The January 1992 Bovine Proceedings reference, the Hoard's Dairyman August 1992 report and the National Mastitis Council Annual Meeting Proceedings (1993) reference all relate to the mastitis epidemic that is now occurring in first calf heifers but such references do not suggest the solution that the present invention has found for greatly reducing the incidences of mastitis.
In view of the above, it is an object of the present invention to provide a controlled release insecticide dispensing means for the control of biting insect populations around the udders and teats of females and the scrotums of males.
Another object of the present invention is to provide a means for controlling biting insects to reduce the incidences of mastitis in female animals.
Another object of the present invention is to provide an improved insecticide delivery means that is critically located on the ventral surface of the tail, cranial to the switch to protect the inside of the rear legs and the udder or scrotum, as the case may be, of domesticated animals.
Another object of the present invention is to provide a method of preventing common contagious pathogens such as staphylococcus aureus from being spread in herds of domestic animals by biting insects.
Other objects and advantages of the present invention will become apparent and obvious from a study of the following description and the accompanying drawings which are merely illustrative of such invention.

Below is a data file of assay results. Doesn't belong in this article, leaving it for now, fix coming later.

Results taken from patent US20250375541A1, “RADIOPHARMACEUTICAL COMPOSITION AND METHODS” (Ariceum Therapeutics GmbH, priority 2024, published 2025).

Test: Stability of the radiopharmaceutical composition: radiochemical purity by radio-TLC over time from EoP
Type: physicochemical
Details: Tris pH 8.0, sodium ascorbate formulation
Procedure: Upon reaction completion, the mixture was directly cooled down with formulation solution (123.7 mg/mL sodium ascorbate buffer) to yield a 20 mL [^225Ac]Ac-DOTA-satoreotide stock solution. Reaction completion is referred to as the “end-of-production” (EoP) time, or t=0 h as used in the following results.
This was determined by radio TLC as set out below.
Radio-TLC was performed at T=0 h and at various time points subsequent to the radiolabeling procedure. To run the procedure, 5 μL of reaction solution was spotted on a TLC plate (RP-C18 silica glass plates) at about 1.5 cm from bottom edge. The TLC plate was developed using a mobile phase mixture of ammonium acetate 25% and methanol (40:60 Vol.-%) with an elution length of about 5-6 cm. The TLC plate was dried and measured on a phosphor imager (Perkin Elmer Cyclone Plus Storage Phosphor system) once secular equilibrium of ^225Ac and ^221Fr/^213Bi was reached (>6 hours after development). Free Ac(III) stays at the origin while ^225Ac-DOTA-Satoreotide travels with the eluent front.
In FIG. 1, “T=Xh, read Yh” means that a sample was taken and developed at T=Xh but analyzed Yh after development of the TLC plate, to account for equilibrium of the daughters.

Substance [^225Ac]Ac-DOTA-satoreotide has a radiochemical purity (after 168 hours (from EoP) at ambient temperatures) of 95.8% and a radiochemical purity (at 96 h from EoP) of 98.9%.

FIG. 1 is a side elevational view of the present invention applied to the ventral surface of the tail of a bovine just cranial to the switch;
FIG. 2 is an enlarged cutaway elevational view of the ventral surface of the tail with the dispensing means of the present invention attached thereto with the adhesive tabs removed therefrom;
FIG. 3 is a front elevational view of the means of the present invention;
FIG. 4 is a rear elevational view thereof; and
FIG. 5 is an end elevational view thereof.
With further reference to the drawings, the improved insecticide dispensing means of the present invention, indicated generally at 10, includes a backing formed from either a woven or nonwoven material. A woven type material such as canvas has been found satisfactory for this purpose although other sheet materials could, of course, be used. The only requirement is that the material will bond well to the bovine tail and will conform to the contour thereof.
An insecticide dispensing means 12 is provided and is mounted on backing 11 by gluing, stitching, or other suitable methods. Various commercially approved and available insecticides can be used including insecticide impregnated polymers and rate controlling membranes such as those disclosed in the prior art hereinabove discussed.
Disposed between the backing 11 and the dispensing means 12, in the central portion thereof, are a pair of tabs or wings 13 and 13' which outwardly project in opposite directions. These tabs are perfectly formed from paper or other suitable material which will readily degenerate when it becomes wet as will be hereinafter described in greater detail.